Also I just found this credit card [chase.com] for 5% cash back on TV / internet. So I will get that and hopefully something else for the electricity and gas.

Yep. Ink Cash is the best choice for year-round cash back on telecom. I've had the card for about 18mo now.

I haven't seen any with fixed categories for electric/gas. However, the 5% on your internet/TV and (I'm assuming you have a) cell phone bill will start to add up quickly.
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#6
I have the US Bank Cash+ card for this very purpose. The card allows for users to choose two 5% categories (of which one can be for paying bills) and one 2% category to earn cash back on. You can find out more here:

https://slickdeals.net/f/4711824-US-Bank-Credit-card-Choose-your-own-two-5-cash-back-categories-even-for-airticket?v=1
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#7
The Ink cards are definatly the best. If you can manage it the "Ink Bold" or "Ink Plus" is the best posible savings. It gets 5 points instead of cash back. But you can return the it for cash for 5% back or if u redeem them for travel you get 20% off so it technially becomes 6.25X on utlities. If you can mangae 10K in the first 3 months you also get a massive 50K points as a reward.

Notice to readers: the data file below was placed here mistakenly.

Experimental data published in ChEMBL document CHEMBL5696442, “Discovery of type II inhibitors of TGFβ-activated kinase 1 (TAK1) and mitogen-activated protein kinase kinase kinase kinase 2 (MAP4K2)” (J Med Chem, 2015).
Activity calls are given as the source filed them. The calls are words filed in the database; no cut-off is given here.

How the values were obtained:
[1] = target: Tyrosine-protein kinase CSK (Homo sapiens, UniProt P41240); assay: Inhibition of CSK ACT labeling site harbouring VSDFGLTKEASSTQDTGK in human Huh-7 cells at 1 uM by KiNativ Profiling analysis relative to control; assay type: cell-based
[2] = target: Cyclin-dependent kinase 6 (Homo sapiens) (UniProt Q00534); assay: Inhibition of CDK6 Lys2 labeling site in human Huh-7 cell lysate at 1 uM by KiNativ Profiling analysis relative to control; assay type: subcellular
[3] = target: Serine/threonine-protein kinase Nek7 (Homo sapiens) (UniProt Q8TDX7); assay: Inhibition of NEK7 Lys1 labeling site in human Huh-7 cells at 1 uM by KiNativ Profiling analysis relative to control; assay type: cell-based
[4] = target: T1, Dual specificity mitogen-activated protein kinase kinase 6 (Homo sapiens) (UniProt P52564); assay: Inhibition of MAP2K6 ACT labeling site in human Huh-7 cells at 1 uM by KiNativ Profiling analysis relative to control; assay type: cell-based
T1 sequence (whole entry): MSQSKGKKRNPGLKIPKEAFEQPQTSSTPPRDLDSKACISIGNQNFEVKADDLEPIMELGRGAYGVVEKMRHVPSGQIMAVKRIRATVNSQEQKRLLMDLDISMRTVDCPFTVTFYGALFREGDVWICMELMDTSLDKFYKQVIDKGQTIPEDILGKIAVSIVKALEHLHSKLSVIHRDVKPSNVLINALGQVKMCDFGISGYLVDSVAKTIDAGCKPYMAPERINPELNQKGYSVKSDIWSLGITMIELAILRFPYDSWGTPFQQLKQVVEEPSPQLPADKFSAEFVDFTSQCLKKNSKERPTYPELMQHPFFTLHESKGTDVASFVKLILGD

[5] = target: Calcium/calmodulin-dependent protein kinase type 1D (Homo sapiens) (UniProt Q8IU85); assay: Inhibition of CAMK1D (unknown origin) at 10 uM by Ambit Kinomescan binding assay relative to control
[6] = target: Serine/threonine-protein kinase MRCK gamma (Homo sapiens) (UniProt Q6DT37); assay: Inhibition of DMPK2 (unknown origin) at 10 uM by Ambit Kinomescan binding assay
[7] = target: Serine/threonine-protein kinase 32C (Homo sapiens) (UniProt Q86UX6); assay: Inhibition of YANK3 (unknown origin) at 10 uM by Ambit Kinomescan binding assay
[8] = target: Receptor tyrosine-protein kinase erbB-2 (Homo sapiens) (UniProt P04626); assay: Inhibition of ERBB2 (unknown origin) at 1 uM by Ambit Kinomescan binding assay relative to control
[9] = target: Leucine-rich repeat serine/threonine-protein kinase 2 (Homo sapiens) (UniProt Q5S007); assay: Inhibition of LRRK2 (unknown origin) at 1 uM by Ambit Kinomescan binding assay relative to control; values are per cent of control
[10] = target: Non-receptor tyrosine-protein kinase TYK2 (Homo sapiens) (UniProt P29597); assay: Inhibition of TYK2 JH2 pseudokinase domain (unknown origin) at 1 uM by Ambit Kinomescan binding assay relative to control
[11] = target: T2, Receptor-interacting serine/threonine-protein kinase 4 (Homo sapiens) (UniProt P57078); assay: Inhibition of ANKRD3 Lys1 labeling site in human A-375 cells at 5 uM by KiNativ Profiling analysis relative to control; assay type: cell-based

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#8
Many utilities don't take it, and for the ones that do, I've seen Visa and Mastercard being the most commonly accepted.

I use my Fidelty Visa Signature card that gives me 2% Cashback deposited into my brokerage account monthly (or every other month, depending on the amount reached). You need a Fidelity account to open it, but it's the best no-frills cash back card I've seen (most others pay 1% with 5% rotating cashback every 3 months from different categories).
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#9
Quote from rrc06
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Many utilities don't take it, and for the ones that do, I've seen Visa and Mastercard being the most commonly accepted.

I use my Fidelty Visa Signature card that gives me 2% Cashback deposited into my brokerage account monthly (or every other month, depending on the amount reached). You need a Fidelity account to open it, but it's the best no-frills cash back card I've seen (most others pay 1% with 5% rotating cashback every 3 months from different categories).
If you pass $11, 800 or more through the card per billing year, the Capital One Venture is probably a better choice. There's a $59 that you need to overcome, but it's effectively 2% for everything. The Fidelity Visa Signature appears to be 1.5% up to $15,000 annually, then 2% thereafter.